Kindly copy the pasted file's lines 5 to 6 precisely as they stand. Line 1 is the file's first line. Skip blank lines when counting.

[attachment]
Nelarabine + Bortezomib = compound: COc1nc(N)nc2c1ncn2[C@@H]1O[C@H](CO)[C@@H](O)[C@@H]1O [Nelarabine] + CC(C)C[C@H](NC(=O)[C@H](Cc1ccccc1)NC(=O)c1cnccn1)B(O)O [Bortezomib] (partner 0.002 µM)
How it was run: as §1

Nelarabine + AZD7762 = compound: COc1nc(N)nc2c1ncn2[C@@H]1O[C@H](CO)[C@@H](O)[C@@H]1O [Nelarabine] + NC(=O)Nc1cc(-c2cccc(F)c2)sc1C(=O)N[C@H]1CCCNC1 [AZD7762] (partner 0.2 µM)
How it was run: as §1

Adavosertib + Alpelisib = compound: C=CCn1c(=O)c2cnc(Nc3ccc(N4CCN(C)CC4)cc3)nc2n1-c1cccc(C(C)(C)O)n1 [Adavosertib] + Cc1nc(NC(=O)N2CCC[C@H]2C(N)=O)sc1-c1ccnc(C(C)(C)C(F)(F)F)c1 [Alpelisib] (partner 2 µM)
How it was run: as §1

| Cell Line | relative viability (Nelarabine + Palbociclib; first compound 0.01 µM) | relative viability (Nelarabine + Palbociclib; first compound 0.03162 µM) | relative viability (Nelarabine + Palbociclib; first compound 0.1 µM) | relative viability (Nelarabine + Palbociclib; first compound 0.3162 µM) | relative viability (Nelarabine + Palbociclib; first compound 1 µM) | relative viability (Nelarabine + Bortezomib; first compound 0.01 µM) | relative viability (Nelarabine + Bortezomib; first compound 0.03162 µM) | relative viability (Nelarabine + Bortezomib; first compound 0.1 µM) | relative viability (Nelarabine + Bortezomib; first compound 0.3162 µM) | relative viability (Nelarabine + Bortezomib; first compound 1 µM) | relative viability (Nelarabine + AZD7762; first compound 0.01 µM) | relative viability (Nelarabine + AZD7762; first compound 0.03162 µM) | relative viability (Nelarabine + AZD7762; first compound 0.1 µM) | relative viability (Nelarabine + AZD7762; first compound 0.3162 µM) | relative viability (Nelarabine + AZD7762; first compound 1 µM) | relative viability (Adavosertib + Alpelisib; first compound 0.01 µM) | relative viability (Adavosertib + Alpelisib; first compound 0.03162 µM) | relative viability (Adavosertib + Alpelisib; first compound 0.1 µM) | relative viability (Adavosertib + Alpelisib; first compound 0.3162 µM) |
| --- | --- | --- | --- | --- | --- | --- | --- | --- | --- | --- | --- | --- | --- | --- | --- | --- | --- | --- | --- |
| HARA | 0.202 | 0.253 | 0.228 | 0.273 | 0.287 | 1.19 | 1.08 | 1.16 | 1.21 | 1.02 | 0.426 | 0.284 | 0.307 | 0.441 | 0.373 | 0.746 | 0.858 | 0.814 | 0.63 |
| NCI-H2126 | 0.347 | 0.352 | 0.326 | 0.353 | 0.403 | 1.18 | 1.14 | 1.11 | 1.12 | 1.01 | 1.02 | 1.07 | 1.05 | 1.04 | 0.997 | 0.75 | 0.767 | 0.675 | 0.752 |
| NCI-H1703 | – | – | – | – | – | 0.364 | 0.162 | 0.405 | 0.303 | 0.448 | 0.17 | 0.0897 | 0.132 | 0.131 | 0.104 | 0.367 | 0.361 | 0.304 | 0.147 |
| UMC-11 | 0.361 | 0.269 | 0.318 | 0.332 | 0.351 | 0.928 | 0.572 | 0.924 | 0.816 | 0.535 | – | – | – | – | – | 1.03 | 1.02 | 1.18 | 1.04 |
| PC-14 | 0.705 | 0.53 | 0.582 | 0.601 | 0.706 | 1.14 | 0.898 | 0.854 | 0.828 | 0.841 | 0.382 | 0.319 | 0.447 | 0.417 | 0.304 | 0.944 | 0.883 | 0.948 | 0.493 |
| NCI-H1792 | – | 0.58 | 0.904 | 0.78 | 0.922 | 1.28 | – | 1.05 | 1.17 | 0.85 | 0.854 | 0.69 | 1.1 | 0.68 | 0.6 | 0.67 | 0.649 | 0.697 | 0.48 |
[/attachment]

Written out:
Adavosertib + Alpelisib = compound: C=CCn1c(=O)c2cnc(Nc3ccc(N4CCN(C)CC4)cc3)nc2n1-c1cccc(C(C)(C)O)n1 [Adavosertib] + Cc1nc(NC(=O)N2CCC[C@H]2C(N)=O)sc1-c1ccnc(C(C)(C)C(F)(F)F)c1 [Alpelisib] (partner 2 µM)
How it was run: as §1